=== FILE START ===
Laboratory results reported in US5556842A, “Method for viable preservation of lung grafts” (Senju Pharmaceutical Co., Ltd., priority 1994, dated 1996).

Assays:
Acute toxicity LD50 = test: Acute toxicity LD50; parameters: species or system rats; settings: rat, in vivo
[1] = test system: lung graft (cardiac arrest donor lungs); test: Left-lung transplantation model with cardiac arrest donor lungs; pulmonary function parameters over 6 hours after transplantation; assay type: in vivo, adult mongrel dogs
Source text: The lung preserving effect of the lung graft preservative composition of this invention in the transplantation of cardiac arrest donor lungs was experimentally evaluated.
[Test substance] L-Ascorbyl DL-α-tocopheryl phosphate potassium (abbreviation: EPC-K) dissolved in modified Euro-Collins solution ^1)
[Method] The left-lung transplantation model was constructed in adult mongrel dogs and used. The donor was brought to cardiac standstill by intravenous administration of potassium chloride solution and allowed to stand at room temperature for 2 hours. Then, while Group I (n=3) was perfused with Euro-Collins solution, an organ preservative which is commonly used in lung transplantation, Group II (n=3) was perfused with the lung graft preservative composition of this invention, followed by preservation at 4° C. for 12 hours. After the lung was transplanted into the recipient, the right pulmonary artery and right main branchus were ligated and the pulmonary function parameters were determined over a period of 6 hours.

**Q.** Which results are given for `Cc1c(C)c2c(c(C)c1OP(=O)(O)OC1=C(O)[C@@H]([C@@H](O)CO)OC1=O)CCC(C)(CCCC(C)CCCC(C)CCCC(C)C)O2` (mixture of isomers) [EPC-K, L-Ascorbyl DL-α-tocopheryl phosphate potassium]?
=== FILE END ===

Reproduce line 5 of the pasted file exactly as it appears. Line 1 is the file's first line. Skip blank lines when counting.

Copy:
Source text: The lung preserving effect of the lung graft preservative composition of this invention in the transplantation of cardiac arrest donor lungs was experimentally evaluated.